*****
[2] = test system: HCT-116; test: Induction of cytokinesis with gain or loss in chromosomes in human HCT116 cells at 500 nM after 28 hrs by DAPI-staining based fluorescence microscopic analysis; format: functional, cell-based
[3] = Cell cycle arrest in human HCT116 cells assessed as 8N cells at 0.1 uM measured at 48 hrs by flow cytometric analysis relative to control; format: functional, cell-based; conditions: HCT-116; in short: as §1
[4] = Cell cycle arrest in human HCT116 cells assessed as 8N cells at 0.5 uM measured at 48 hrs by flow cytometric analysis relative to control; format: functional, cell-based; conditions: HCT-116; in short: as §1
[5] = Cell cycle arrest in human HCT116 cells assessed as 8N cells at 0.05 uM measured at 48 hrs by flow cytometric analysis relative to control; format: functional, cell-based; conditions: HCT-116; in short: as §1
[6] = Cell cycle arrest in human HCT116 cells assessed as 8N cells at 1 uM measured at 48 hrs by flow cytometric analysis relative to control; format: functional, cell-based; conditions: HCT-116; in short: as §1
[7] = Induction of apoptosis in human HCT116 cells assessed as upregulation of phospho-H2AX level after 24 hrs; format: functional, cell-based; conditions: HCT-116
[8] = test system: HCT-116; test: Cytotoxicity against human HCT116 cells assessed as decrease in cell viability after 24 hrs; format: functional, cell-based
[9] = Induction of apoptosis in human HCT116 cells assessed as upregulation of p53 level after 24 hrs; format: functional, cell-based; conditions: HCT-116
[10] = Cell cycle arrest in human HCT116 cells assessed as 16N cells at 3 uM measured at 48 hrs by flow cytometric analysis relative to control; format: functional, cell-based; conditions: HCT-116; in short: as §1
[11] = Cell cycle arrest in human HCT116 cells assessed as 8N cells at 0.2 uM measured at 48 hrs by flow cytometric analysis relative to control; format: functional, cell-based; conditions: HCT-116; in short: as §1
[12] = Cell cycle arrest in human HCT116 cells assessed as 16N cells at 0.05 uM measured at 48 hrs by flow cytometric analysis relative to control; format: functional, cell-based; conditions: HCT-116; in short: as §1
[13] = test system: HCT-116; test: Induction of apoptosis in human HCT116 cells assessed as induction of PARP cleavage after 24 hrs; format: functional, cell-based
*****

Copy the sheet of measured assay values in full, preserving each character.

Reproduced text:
[2] = test system: HCT-116; test: Induction of cytokinesis with gain or loss in chromosomes in human HCT116 cells at 500 nM after 28 hrs by DAPI-staining based fluorescence microscopic analysis; format: functional, cell-based
[3] = Cell cycle arrest in human HCT116 cells assessed as 8N cells at 0.1 uM measured at 48 hrs by flow cytometric analysis relative to control; format: functional, cell-based; conditions: HCT-116; in short: as §1
[4] = Cell cycle arrest in human HCT116 cells assessed as 8N cells at 0.5 uM measured at 48 hrs by flow cytometric analysis relative to control; format: functional, cell-based; conditions: HCT-116; in short: as §1
[5] = Cell cycle arrest in human HCT116 cells assessed as 8N cells at 0.05 uM measured at 48 hrs by flow cytometric analysis relative to control; format: functional, cell-based; conditions: HCT-116; in short: as §1
[6] = Cell cycle arrest in human HCT116 cells assessed as 8N cells at 1 uM measured at 48 hrs by flow cytometric analysis relative to control; format: functional, cell-based; conditions: HCT-116; in short: as §1
[7] = Induction of apoptosis in human HCT116 cells assessed as upregulation of phospho-H2AX level after 24 hrs; format: functional, cell-based; conditions: HCT-116
[8] = test system: HCT-116; test: Cytotoxicity against human HCT116 cells assessed as decrease in cell viability after 24 hrs; format: functional, cell-based
[9] = Induction of apoptosis in human HCT116 cells assessed as upregulation of p53 level after 24 hrs; format: functional, cell-based; conditions: HCT-116
[10] = Cell cycle arrest in human HCT116 cells assessed as 16N cells at 3 uM measured at 48 hrs by flow cytometric analysis relative to control; format: functional, cell-based; conditions: HCT-116; in short: as §1
[11] = Cell cycle arrest in human HCT116 cells assessed as 8N cells at 0.2 uM measured at 48 hrs by flow cytometric analysis relative to control; format: functional, cell-based; conditions: HCT-116; in short: as §1
[12] = Cell cycle arrest in human HCT116 cells assessed as 16N cells at 0.05 uM measured at 48 hrs by flow cytometric analysis relative to control; format: functional, cell-based; conditions: HCT-116; in short: as §1
[13] = test system: HCT-116; test: Induction of apoptosis in human HCT116 cells assessed as induction of PARP cleavage after 24 hrs; format: functional, cell-based